January 25, 2013
OLYMPIA, Wash. – Today ends the annual advocacy trip area business, educational and community leaders from Spokane take to Olympia each year. The 87-person delegation met with lawmakers and Governor Jay Inslee from across the state, talking about issues important to the Spokane region.
The group heads home today after a breakfast meeting with Associate Justice Debra Stephens of Spokane Valley. Justice Stephens was appointed to the State Supreme Court in 2008 by Governor Gregoire.
Time to empty the notebook:
– Of the 87 delegates, 17 were from the K-12 education sector, the most represented sector on the trip. With the State Supreme Court’s ruling last year saying the state isn’t funding K-12 education enough – thus violating the State Constitution – K-12 education leaders made sure their voices were heard.
– The top two issues this session – as far as the Spokane area is concerned – seems to be how the state will fund K-12 education and a number of transportation projects. In order to fund those transportation projects, there needs to be some sort of revenue package. While no lawmakers indicated that they are opposed to a revenue package for transportation, there were some differences in how that revenue was to be collected. A gas tax is one option that has been floated. Another option is to collect an incremental increase in the gas tax through the next few years while reforming business regulations to save money. With the session concluding just its second week, it remains to be seen what solution will come forth.
– Back to the topic of K-12 education: Representative Richard DeBolt (R – Chehalis) told the Spokane delegation that he favors a separate K-12 education budget to be funded prior to any other budget (like the capital budget, for example). That’s an idea that has been proposed before, mostly after the aforementioned Supreme Court decision last year. DeBolt said he and others have been an advocate for a separate K-12 budget for a number of years, but only after the Court’s decision did it get a hearing.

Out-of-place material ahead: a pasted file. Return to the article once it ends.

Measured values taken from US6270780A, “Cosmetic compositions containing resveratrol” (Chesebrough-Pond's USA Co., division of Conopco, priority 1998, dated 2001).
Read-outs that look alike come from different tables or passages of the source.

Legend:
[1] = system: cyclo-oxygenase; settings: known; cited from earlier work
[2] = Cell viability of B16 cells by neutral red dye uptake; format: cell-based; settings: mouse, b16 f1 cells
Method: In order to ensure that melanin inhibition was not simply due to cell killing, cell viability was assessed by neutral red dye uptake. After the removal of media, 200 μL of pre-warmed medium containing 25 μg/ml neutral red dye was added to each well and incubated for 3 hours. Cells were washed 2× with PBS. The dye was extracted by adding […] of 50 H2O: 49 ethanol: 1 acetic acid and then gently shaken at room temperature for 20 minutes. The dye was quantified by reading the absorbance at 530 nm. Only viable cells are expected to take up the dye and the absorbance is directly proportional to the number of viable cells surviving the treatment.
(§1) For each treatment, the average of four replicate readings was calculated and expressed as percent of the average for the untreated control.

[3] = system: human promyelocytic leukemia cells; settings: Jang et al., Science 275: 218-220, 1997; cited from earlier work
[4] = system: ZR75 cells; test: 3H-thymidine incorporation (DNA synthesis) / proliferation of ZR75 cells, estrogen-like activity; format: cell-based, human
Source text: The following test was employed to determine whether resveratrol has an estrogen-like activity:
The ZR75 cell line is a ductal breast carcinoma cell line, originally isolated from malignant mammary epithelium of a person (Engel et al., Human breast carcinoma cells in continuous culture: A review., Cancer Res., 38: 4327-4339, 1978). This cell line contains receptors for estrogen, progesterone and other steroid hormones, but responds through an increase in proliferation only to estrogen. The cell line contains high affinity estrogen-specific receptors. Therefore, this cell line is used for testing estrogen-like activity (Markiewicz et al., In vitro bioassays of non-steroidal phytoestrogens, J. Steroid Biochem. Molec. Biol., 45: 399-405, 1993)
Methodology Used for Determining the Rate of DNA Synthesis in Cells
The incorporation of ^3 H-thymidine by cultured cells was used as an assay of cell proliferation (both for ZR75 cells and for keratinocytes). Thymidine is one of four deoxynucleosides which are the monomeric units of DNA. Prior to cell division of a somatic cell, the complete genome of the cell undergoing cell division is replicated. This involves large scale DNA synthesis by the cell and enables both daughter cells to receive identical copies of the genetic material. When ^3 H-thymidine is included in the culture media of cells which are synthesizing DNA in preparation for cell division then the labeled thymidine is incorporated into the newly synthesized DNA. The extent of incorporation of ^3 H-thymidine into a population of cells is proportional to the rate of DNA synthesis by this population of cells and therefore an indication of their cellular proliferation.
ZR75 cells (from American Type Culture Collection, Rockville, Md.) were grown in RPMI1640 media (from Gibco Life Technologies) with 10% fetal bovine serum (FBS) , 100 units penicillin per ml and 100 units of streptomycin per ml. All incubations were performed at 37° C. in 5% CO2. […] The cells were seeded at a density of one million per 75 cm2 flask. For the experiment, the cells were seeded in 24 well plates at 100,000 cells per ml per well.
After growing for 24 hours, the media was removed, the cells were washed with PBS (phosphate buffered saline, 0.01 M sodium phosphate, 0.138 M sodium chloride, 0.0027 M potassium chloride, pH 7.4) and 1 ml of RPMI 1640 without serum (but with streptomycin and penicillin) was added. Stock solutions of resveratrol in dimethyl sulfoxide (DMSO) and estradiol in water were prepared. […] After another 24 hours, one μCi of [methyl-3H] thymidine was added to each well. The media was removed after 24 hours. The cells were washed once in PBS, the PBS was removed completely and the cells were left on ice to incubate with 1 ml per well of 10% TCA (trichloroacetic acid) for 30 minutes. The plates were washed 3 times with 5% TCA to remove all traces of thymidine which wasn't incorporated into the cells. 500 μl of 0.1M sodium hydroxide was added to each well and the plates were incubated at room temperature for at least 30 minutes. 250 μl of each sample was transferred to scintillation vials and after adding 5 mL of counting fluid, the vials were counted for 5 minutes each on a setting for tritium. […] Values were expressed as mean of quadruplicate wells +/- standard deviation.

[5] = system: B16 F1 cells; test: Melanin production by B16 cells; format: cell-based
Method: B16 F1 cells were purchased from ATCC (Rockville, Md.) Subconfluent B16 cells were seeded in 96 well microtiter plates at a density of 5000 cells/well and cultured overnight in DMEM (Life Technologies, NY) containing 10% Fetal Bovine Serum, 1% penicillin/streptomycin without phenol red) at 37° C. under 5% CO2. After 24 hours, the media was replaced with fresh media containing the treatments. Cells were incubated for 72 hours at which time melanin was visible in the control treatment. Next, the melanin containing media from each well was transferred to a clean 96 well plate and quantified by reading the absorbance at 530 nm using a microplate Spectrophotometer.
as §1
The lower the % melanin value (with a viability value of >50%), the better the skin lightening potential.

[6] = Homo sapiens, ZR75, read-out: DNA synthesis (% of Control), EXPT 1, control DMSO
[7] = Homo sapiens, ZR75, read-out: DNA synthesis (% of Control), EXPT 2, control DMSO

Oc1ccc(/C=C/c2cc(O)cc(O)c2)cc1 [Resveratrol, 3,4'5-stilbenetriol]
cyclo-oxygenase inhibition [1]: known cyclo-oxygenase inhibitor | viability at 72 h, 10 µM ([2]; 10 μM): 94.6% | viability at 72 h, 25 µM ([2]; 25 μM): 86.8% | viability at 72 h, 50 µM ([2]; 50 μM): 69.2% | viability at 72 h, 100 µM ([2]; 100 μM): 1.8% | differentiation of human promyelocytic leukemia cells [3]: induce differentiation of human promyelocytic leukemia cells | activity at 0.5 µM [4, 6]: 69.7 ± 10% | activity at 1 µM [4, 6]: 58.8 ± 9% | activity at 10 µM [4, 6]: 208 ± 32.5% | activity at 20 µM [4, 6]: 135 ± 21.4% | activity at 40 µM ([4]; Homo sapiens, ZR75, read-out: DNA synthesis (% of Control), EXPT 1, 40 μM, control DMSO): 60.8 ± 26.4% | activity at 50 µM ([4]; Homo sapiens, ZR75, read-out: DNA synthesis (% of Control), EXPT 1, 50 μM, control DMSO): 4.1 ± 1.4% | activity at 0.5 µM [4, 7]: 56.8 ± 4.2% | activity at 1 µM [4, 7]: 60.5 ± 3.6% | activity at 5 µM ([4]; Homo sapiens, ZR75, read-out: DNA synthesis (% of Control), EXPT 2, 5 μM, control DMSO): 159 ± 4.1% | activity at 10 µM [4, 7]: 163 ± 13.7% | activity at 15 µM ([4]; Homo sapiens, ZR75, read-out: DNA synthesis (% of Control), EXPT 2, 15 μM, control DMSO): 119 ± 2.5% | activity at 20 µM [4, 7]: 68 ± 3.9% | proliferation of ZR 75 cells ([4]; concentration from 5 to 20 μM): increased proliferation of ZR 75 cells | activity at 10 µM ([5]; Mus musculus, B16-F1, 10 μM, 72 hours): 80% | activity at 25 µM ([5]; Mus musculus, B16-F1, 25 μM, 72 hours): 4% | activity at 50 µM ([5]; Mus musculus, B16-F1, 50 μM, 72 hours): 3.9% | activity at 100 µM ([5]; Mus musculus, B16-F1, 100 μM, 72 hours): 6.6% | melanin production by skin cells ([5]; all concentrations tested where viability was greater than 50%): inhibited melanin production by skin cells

– Senator Mark Schoesler (R – Ritzville) said he has four numbers in mind: 0, 4, 21 and 105. Those numbers represent his goal that the state have zero deficits, four years of balanced budgets, a 21st-century education system and adjourn in 105 days.
– The Guaranteed Education Tuition (GET) system that is managed by the state is rumored to be in jeopardy due to the state’s $900 million budget shortfall. Senator Andy Billig (D – Spokane) told the Spokane delegation that GET is not the problem, rather, rising tuition at our public universities is.
– Governor Jay Inslee hosted the delegation at his residence Thursday evening and it just so happened to be “National Gonzaga Day.” Mayor David Condon presented Governor Inslee with some Gonzaga gear earlier in the day, and Inslee showed it off to the delight of his house guests: